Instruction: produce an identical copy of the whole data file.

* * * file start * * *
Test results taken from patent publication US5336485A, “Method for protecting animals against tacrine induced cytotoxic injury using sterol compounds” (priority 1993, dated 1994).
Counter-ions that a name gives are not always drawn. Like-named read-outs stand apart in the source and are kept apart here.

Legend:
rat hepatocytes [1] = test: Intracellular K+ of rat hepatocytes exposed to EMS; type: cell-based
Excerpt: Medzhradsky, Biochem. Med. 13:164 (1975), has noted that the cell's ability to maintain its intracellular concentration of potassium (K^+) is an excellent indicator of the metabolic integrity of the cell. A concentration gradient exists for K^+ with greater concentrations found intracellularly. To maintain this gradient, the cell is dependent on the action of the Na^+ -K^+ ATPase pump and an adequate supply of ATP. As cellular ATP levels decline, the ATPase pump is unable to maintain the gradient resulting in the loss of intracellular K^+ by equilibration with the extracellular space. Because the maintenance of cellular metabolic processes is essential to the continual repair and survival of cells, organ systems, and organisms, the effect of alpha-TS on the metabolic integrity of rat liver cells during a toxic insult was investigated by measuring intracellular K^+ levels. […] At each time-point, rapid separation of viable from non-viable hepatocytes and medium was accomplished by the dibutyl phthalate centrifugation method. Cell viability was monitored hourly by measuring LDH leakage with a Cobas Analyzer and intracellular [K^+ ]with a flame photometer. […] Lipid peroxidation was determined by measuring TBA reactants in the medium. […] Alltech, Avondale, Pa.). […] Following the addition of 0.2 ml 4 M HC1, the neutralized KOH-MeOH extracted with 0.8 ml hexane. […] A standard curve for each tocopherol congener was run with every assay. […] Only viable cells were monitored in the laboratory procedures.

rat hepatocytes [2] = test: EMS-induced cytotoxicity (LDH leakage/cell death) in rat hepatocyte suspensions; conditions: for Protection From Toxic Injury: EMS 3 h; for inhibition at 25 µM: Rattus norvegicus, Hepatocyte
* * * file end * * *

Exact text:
Test results taken from patent publication US5336485A, “Method for protecting animals against tacrine induced cytotoxic injury using sterol compounds” (priority 1993, dated 1994).
Counter-ions that a name gives are not always drawn. Like-named read-outs stand apart in the source and are kept apart here.

Legend:
rat hepatocytes [1] = test: Intracellular K+ of rat hepatocytes exposed to EMS; type: cell-based
Excerpt: Medzhradsky, Biochem. Med. 13:164 (1975), has noted that the cell's ability to maintain its intracellular concentration of potassium (K^+) is an excellent indicator of the metabolic integrity of the cell. A concentration gradient exists for K^+ with greater concentrations found intracellularly. To maintain this gradient, the cell is dependent on the action of the Na^+ -K^+ ATPase pump and an adequate supply of ATP. As cellular ATP levels decline, the ATPase pump is unable to maintain the gradient resulting in the loss of intracellular K^+ by equilibration with the extracellular space. Because the maintenance of cellular metabolic processes is essential to the continual repair and survival of cells, organ systems, and organisms, the effect of alpha-TS on the metabolic integrity of rat liver cells during a toxic insult was investigated by measuring intracellular K^+ levels. […] At each time-point, rapid separation of viable from non-viable hepatocytes and medium was accomplished by the dibutyl phthalate centrifugation method. Cell viability was monitored hourly by measuring LDH leakage with a Cobas Analyzer and intracellular [K^+ ]with a flame photometer. […] Lipid peroxidation was determined by measuring TBA reactants in the medium. […] Alltech, Avondale, Pa.). […] Following the addition of 0.2 ml 4 M HC1, the neutralized KOH-MeOH extracted with 0.8 ml hexane. […] A standard curve for each tocopherol congener was run with every assay. […] Only viable cells were monitored in the laboratory procedures.

rat hepatocytes [2] = test: EMS-induced cytotoxicity (LDH leakage/cell death) in rat hepatocyte suspensions; conditions: for Protection From Toxic Injury: EMS 3 h; for inhibition at 25 µM: Rattus norvegicus, Hepatocyte